In order to promote clean, efficient energy development that complies with environmental regulations, Mustapha Gajibo, a Nigerian university dropout born in Borno State, Northeast, has made history by becoming the first Nigerian and the first person in Sub-Saharan Africa to locally produce electric vehicles from scratch. Although the 30-year-old young prodigy was unable to finish his studies at the University of Maiduguri in Borno State, northeastern Nigeria, he has still joined a lengthy line of famous people who have made major contributions to society and the entire world.
With the help of his young design team, Mustapha Gajibo has created electric buses that can travel 200 kilometers before needing to refuel. The buses are currently in use in Maiduguri, and the inventor intends to soon extend their reach to become the first home-built electric vehicle in Sub-Saharan Africa.
Mustapha Gajibo received an admissions offer to the University of Maiduguri in 2012, but he was chosen to study general agricultural science rather than electrical engineering. He had to ask for a change of course. He was anxious, but he accepted Mechanical Engineering when it was offered in instead of Electrical Engineering. But as chance would have it, in level three of his undergraduate mechanical engineering study, he decided to discontinue.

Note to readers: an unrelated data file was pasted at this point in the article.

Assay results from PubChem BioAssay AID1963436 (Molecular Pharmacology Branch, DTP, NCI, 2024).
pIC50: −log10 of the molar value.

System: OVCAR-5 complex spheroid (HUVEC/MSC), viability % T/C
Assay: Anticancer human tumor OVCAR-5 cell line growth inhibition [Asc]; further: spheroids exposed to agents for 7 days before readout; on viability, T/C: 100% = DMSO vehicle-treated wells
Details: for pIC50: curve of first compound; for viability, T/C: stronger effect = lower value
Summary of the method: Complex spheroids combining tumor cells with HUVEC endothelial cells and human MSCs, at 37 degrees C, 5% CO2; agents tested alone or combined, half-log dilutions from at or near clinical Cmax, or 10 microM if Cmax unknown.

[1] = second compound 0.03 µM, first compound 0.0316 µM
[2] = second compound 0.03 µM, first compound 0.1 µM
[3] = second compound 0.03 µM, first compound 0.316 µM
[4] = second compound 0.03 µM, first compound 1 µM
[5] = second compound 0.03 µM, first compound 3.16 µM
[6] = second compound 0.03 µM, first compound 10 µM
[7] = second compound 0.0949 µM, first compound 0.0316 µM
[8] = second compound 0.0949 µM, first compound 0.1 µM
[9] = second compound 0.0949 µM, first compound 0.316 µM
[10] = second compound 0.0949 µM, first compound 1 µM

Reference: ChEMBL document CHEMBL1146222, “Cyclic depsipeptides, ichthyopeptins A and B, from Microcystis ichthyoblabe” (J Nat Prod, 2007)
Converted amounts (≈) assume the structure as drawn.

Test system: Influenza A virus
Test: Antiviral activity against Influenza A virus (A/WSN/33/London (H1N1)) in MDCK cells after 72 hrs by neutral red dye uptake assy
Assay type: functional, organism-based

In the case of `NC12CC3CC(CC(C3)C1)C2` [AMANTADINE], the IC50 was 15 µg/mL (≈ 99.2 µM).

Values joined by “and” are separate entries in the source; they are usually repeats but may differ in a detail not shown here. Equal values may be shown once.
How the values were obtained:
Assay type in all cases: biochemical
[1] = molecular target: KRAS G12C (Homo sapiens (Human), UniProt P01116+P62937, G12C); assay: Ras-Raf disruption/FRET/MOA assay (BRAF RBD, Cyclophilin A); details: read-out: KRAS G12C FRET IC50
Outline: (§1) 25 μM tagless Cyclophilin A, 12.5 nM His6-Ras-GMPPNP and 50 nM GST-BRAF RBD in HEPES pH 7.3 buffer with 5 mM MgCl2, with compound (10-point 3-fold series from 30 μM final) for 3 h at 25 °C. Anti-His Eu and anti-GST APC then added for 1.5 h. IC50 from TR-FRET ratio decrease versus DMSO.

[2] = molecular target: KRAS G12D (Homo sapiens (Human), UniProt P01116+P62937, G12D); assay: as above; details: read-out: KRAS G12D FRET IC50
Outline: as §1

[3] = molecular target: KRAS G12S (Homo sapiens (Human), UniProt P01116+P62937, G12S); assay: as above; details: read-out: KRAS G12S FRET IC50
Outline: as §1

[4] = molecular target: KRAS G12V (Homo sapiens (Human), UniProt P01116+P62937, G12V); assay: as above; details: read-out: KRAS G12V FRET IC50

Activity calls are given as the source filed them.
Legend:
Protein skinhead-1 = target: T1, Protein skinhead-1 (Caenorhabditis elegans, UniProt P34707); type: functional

Some of his relatives disapproved of his choice, with the exception of his father, who thought he knew what he was doing; some of his friends hated him; and some lecturers, including the head of his department, thought he was crazy. “It was a very tough decision. In fact, some of my close friends told me that it was madness on my part.” Then, Mustapha made the decision to launch his career as a supporter of renewable energy. In 2014, he decided to take a chance and register his company with the Nigerian government’s Corporate Affairs Commission (CAC), which issues licenses to eligible people and companies.
Ten minibuses already had their internal combustion engines removed by Gajibo, who then installed solar batteries in their place of origin. According to him, the buses, which have been in use for a little over a month, can drive 100 kilometers on a single charge. The construction of the buses from scratch is reportedly Gajibo’s most ambitious undertaking. Batteries and solar panels will be installed on them. The young inventor predicts that over the next five years, he will begin selling electric cars built in Nigeria in other African nations and throughout the rest of the world.
In addition to boasting about having over 100 employees and a sizable number of part-time employees, Mustapha Gajibo stated that he has also invented other things. He uses solar power to illuminate some sizable schools and medical institutions in Maiduguri and other locations. One of his efforts was to power the Federal University’s online library in Owerri, the capital of Imo State, by installing 80-kilowatt equipment.
“As I am speaking to you now at our workshop, we are building a 12-seater bus which can cover up to 200 kilometres on one charge,” Gajibo told Reuters.
“Before the end of this month we are going to unveil that bus, which will be the first of its kind in the whole of Nigeria,” he said, adding that his workshop had the capacity to produce 15 buses a month.